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ICAD: Gene Reduces Functional Connectivity

Carriers have reduced connectivity between hippocampus and posterior cingulate cortex

WEDNESDAY, July 30 (HealthDay News) -- In neurologically normal, middle-aged apolipoprotein E-4 (APOE-4) carriers, functional connectivity between the hippocampus and the posterior cingulate cortex is significantly reduced from that of non-APOE-4 carriers, according to research presented this week at the Alzheimer's Association International Conference on Alzheimer's Disease in Chicago.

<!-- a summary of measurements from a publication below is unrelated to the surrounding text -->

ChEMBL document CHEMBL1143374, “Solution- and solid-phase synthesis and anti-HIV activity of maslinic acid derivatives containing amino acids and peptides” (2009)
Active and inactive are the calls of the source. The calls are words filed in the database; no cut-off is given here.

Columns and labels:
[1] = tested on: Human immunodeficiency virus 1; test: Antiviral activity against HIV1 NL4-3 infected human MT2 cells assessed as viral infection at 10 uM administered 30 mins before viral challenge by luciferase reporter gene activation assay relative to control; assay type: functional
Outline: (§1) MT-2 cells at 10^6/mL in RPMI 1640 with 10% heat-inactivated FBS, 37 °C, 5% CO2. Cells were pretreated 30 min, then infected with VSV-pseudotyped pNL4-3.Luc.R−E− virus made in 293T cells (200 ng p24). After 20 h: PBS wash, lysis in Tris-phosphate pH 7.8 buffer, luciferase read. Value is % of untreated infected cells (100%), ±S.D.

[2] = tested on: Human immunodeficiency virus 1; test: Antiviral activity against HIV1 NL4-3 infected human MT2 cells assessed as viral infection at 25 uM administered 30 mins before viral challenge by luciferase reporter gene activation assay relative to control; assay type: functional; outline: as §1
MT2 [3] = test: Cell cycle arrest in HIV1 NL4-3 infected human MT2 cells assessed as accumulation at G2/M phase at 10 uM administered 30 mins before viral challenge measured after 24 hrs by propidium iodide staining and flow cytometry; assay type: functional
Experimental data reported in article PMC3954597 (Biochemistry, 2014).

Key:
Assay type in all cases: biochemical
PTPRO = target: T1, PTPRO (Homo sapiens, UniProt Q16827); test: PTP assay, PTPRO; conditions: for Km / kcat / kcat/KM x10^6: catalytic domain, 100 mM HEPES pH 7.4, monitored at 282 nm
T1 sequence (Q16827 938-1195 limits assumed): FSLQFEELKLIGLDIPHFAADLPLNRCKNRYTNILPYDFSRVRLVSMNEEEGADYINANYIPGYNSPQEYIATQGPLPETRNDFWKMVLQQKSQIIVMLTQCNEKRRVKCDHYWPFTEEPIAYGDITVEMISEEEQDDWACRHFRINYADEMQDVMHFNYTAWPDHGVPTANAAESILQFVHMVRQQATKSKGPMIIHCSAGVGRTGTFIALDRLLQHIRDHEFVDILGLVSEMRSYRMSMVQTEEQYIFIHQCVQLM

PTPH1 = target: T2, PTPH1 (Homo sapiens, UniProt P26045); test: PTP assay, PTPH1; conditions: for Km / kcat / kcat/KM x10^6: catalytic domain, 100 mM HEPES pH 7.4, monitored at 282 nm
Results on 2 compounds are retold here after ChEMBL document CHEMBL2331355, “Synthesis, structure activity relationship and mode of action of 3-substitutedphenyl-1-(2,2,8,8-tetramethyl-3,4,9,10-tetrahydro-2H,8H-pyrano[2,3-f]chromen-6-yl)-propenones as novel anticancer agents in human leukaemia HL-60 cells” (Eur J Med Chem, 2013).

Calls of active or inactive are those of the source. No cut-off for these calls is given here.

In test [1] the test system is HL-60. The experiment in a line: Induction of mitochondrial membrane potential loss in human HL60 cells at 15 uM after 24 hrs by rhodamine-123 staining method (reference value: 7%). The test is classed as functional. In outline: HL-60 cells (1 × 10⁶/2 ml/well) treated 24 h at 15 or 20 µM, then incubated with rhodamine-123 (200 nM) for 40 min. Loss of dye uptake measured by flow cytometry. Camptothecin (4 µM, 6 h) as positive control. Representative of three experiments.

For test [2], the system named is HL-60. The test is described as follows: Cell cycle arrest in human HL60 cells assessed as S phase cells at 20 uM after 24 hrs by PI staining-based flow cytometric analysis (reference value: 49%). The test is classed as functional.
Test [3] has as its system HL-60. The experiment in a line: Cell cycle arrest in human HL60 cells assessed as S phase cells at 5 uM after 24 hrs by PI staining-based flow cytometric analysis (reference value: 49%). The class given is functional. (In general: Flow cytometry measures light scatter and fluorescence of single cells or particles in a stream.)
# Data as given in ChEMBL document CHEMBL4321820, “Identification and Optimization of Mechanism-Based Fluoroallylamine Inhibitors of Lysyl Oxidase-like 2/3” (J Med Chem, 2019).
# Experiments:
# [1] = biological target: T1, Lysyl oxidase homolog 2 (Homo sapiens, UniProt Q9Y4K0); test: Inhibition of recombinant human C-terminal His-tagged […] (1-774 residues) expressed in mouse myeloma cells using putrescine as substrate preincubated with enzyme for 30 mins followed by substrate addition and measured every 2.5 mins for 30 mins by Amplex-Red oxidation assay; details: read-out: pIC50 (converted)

Zhilin Wu, Ph.D., of the Medical College of Wisconsin in Milwaukee and colleagues studied 28 subjects ages 45 to 65, including 12 who carried APOE-4.

The researchers found that APOE-4 carriers had a significantly lower mean level of functional connectivity between the hippocampus and the posterior cingulate cortex at resting state than non-APOE-4 carriers (-0.17 versus 0.47).

According to the researchers, this study builds on previous studies showing a cerebral glucose metabolic decline in the posterior cingulate cortex and reduced hippocampus activation in APOE-4 carriers. "This result suggests that the reduction in the functional connectivity at resting-state of the APOE-4 carriers is associated with the risk of AD (Alzheimer's disease)," the authors conclude.

Abstract

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